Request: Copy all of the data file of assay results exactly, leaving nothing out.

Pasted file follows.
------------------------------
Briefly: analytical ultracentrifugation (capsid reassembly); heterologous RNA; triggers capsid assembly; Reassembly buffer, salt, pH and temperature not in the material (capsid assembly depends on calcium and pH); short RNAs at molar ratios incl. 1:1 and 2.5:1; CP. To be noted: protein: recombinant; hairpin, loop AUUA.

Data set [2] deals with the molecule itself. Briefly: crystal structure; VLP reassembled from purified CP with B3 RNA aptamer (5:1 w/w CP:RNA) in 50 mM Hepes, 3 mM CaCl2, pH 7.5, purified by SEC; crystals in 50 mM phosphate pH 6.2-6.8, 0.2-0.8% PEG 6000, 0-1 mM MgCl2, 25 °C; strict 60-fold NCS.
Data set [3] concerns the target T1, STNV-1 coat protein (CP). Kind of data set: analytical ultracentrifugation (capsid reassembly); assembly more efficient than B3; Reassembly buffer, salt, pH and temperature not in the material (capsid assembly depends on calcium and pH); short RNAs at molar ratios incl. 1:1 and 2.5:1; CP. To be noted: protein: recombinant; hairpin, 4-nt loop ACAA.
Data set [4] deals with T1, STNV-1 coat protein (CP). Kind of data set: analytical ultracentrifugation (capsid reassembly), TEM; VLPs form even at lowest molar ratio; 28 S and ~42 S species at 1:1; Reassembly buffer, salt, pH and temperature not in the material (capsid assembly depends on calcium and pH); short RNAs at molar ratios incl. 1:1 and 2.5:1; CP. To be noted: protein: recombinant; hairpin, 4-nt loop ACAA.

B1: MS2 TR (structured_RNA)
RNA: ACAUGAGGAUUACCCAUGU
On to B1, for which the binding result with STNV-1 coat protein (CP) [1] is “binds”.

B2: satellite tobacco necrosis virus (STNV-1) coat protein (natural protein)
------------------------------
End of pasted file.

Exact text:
Briefly: analytical ultracentrifugation (capsid reassembly); heterologous RNA; triggers capsid assembly; Reassembly buffer, salt, pH and temperature not in the material (capsid assembly depends on calcium and pH); short RNAs at molar ratios incl. 1:1 and 2.5:1; CP. To be noted: protein: recombinant; hairpin, loop AUUA.

Data set [2] deals with the molecule itself. Briefly: crystal structure; VLP reassembled from purified CP with B3 RNA aptamer (5:1 w/w CP:RNA) in 50 mM Hepes, 3 mM CaCl2, pH 7.5, purified by SEC; crystals in 50 mM phosphate pH 6.2-6.8, 0.2-0.8% PEG 6000, 0-1 mM MgCl2, 25 °C; strict 60-fold NCS.
Data set [3] concerns the target T1, STNV-1 coat protein (CP). Kind of data set: analytical ultracentrifugation (capsid reassembly); assembly more efficient than B3; Reassembly buffer, salt, pH and temperature not in the material (capsid assembly depends on calcium and pH); short RNAs at molar ratios incl. 1:1 and 2.5:1; CP. To be noted: protein: recombinant; hairpin, 4-nt loop ACAA.
Data set [4] deals with T1, STNV-1 coat protein (CP). Kind of data set: analytical ultracentrifugation (capsid reassembly), TEM; VLPs form even at lowest molar ratio; 28 S and ~42 S species at 1:1; Reassembly buffer, salt, pH and temperature not in the material (capsid assembly depends on calcium and pH); short RNAs at molar ratios incl. 1:1 and 2.5:1; CP. To be noted: protein: recombinant; hairpin, 4-nt loop ACAA.

B1: MS2 TR (structured_RNA)
RNA: ACAUGAGGAUUACCCAUGU
On to B1, for which the binding result with STNV-1 coat protein (CP) [1] is “binds”.

B2: satellite tobacco necrosis virus (STNV-1) coat protein (natural protein)